# Version 3.5.3 should now be available through pyenv and you can set
# it to be the default version.
$ pyenv versions
 * system (set by /Users/daniel/.pyenv/version)
   3.5.3
$ pyenv global 3.5.3
$ python --version
Python 3.5.3

# Install Tensorflow, this will install NumPy as a dependency:
$ pip install --upgrade tensorflow

2 Schedule

Date Topic Extra
April 20 Introduction  
April 25 Linear algebra recap  
April 27 Linear algebra on machines Decimal to floating point converter
May 2 Linear algebra on machines Ungraded homework exercises
May 4 NumPy Solutions in-class assignments
May 9 Basic linear classifiers Binary perceptron notebook
May 11 Logistic regression  
May 16 Softmax regression Ungraded exercise, source code for the exercise, Code, in-class TensorFlow exercises
May 18 Feed-forward neural networks Logistic regression notebook
May 23 Feed-forward neural networks Softmax regression notebook
May 25 Holiday (Himmelfahrt)  
May 30 Word embeddings 1 2 (Slides by Dan Jurafsky) Feed forward network notebook
June 1 Recurrent neural networks  
June 6 Semesterbreak  
June 8 Semesterbreak  
June 13 Maxim, Stephanie First graded assignment/code + data for the assignment, Deadline: July 4, 14:00
June 15 Holiday (Fronleichnam)  
June 20 Christian  
June 22 Tobias  
June 27 Rainer, Hicham Revised train.py for assignment 1
June 29 Rebecca, Iris  
July 4 Guest lecture: Jianqiang Ma  
July 6 Neele, Patricia  
July 11 Kevin, Peter  
July 13 Ali, Ali  
July 18 Velislav  
July 20 Mario  
July 25 Andreas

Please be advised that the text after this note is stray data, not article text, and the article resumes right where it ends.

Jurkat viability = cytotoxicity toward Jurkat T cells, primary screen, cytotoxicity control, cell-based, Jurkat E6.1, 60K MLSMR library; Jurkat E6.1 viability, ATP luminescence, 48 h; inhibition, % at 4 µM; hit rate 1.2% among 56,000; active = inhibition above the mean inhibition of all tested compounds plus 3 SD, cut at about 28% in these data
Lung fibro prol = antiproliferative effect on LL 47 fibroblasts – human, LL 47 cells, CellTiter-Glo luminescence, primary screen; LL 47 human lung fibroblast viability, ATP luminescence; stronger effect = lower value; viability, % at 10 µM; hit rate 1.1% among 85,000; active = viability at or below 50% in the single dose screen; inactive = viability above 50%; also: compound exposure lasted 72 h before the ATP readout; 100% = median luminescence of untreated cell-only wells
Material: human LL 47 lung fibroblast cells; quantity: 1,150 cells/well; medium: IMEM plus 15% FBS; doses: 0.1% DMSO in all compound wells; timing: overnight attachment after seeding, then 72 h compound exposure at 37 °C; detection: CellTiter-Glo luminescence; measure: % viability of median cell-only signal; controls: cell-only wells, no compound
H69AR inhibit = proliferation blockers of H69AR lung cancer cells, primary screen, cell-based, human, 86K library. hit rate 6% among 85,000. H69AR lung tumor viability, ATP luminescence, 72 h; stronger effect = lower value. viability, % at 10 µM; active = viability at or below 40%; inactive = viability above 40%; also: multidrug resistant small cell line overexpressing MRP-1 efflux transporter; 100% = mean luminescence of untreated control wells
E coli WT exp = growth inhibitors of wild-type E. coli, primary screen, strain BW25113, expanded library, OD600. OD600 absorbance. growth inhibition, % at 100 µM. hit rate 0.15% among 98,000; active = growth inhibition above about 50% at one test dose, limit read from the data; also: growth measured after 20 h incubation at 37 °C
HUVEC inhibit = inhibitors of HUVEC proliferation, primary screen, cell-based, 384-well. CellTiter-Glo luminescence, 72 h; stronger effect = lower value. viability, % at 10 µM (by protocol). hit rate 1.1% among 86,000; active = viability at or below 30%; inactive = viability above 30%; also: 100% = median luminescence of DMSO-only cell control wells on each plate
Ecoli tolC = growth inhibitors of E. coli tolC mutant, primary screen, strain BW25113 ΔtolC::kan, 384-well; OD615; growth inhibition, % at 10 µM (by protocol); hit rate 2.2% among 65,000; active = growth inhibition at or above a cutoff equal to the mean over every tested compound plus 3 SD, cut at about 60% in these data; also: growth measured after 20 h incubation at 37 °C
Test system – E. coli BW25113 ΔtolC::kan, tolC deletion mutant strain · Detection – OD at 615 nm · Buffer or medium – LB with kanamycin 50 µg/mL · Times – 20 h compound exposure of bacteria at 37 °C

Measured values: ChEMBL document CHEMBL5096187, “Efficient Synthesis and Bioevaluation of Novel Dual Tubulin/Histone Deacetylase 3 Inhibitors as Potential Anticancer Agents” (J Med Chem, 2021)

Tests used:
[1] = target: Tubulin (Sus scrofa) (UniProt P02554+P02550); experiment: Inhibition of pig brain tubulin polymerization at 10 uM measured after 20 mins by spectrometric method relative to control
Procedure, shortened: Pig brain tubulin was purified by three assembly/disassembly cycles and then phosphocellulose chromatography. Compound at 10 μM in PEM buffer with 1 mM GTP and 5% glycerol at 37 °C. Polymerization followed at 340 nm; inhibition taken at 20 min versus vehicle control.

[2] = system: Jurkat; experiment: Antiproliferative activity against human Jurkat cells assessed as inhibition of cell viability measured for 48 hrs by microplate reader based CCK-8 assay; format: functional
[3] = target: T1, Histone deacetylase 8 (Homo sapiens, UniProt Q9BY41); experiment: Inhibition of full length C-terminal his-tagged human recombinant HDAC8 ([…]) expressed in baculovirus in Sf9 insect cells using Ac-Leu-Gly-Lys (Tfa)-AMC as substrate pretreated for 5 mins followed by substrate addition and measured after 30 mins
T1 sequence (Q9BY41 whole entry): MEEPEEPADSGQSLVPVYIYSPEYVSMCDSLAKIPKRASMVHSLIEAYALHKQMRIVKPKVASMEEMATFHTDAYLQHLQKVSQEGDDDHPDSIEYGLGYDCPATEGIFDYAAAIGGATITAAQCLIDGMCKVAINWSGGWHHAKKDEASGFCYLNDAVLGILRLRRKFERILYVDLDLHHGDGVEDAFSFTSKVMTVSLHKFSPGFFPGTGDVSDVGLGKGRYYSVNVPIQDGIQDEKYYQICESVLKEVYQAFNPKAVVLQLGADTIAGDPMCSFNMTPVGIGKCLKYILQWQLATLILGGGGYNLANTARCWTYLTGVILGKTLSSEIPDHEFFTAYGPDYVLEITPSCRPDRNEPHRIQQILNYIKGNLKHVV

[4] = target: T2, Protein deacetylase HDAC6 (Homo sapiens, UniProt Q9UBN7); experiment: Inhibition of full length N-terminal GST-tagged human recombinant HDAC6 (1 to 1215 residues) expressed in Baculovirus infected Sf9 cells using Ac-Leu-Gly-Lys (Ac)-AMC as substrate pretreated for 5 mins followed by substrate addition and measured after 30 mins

July 27 Thora, Luana  
August 1 Nidhal, Mai Extra lecture, optional

2.1 Literature

3 Policy

3.1 Grading

During the course, there will be 3 homework assignments. These assignments will be clearly marked as such in the schedule. Besides that you will have to prepare and give a presentation on a paper from the literature list. Your final grade will consist of:

Component Weight
Homework assignment 1 20%
Homework assignment 2 20%
Homework assignment 3 20%
Project 40%

Completion of this course will give you 6 CP. An additional 3 CP can be obtained by writing a paper or doing an extra programming project, after discussion with the lecturer.

3.2 Honor code

You are encouraged to help one another in this course. We all need a little help sometimes and you can also learn quite a bit from helping others. However, there is a point where getting help turns into plagiarism. The solutions to the graded assigments must be your own work.

Things you are allowed to do:

  • Discuss a general approach to the solution of an assignment with your classmates.
  • Get help debugging your code, but only AFTER you have really tried it yourself.

Things you are not allowed to do:

  • Copy someone else's solution (in whole or in part).
  • Give your solution to an assignment (in whole or in part) to a classmate.
  • Get so much help on an assignment that you can no longer honestly call it your own.
  • Get outside help.

3.3 Homework submission

Please submit your homework as indicated in the homework assignment. Do not e-mail it directly to my university address.

Source files should start with the following lines as comments:

Author: Name, Martrikelnummer

Honor Code:  I pledge that this program represents my own work.

Author: Daniël de Kok

Created: 2017-06-27 Tue 12:09